An endangered wolf pup is the newest addition to Salina’s Rolling Hills Zoo. According to the zoo, a female maned wolf pup was born on December 30th. This pup is the first successful offspring of 8-year old male, Zachary, a 7-year resident of RHZ, and 9-year old female, Vitani.
Born at the Alexandria Zoological Park in Louisiana, Vitani arrived at Rolling Hills Zoo from the Dickerson Park Zoo in 2019 on a breeding recommendation from the Species Survival Plan of the Association of Zoo and Aquariums. This was Vitani’s second litter. Her first was at the Smithsonian Conservation Institute where she gave birth to two pups in 2013.
While a maned wolf pregnancy lasts about 65 days, giving birth to a litter of 2-6 puppies, in this litter the female pup was the only one surviving of a litter of four. Born with black fur, it will take about a year for the pup to be fully grown at which time she will sport a thick red coat long black legs and tall, erect ears.
During the pup’s first official exam by veterinary staff on February 13, she weighed 4.5 lbs., and also received her first vaccination. This pup is bold, curious, very playful and quite vocal. She likes to play with her shadow in the back of the den box and has started eating some solids foods. She enjoys pushing her food dishes around and plays in water bowls. She is curious about the keepers and very watchful, but takes mom’s cues like a proper pup should. Currently she has access to the pad and is staying close to mom. RHZ guests might start seeing her traveling in the yard following mom from den to den. There are several dens that Vitani can choose to go in, both inside and outside, and she will move inside with her pup when the weather is cold.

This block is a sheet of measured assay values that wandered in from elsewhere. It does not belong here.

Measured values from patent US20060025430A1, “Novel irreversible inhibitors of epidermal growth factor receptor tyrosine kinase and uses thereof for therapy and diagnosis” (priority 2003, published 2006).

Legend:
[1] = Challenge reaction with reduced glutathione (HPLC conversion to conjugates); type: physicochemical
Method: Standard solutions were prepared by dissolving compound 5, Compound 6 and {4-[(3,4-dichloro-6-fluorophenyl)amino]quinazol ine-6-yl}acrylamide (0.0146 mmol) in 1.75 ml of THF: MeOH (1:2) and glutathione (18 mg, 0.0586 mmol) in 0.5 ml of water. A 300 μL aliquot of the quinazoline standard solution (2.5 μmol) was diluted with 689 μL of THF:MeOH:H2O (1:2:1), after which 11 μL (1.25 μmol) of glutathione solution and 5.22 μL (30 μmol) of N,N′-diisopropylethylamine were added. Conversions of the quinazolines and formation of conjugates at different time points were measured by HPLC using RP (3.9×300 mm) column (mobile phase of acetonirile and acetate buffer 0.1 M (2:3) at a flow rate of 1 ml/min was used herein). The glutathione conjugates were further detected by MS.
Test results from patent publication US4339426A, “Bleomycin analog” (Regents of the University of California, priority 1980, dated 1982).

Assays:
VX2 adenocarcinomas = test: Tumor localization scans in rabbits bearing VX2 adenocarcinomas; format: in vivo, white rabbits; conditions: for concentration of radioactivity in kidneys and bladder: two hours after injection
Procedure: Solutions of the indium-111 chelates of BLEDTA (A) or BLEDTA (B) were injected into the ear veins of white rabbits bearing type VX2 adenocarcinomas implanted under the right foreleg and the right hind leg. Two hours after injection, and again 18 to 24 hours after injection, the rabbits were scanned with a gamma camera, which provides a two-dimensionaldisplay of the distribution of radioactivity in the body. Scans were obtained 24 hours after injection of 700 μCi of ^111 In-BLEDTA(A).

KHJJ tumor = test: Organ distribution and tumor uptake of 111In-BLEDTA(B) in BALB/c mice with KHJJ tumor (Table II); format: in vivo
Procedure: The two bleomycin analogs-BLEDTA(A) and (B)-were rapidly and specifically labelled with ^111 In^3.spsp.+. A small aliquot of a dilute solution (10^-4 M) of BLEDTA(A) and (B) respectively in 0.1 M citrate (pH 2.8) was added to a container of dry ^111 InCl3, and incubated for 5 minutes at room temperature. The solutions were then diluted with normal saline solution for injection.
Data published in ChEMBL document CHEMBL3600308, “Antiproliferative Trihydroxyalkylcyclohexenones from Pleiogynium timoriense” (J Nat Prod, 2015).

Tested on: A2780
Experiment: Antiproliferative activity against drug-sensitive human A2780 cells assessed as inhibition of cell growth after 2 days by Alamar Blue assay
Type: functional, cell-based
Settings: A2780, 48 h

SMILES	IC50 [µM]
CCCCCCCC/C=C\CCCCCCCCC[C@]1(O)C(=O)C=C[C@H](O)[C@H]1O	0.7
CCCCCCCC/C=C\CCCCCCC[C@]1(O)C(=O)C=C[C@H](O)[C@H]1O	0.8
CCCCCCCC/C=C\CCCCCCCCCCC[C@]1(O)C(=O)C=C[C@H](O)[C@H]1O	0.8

“Vitani has been an amazing mom,” shared zoo curator Brenda Gunder. “Very nurturing and watchful, while allowing the pup some independence.” Both parents share the responsibility of caring for pup, including bringing food to the pup by regurgitating earlier meals, and Zachary has been at the girls’ beck and call.
The maned wolf is the largest canid of South America. Its markings resemble those of foxes, but it is neither a fox nor a wolf. Living in high grass savannas, maned wolves range through central and eastern South America including northern Argentina, South and Central Brazil, Paraguay, Bolivia and southern Peru.
Reminiscent of a skunk’s smell, maned wolf urine has a powerful aroma that lets one know when you are in their territory. They are omnivorous eaters and primarily solitary hunters, eating small mammals such as rodents, rabbits and insects. They also eat seasonally abundant fruits and vegetables, which make up 50 percent of their diet.
Maned wolves are listed as near threatened on the IUCN Red List of Threatened Species. However, the Brazilian Red List and the U.S. Fish and Wildlife Service Endangered Species List have maned wolves listed as endangered. The total population is believed to be below 5,000 outside of Brazil.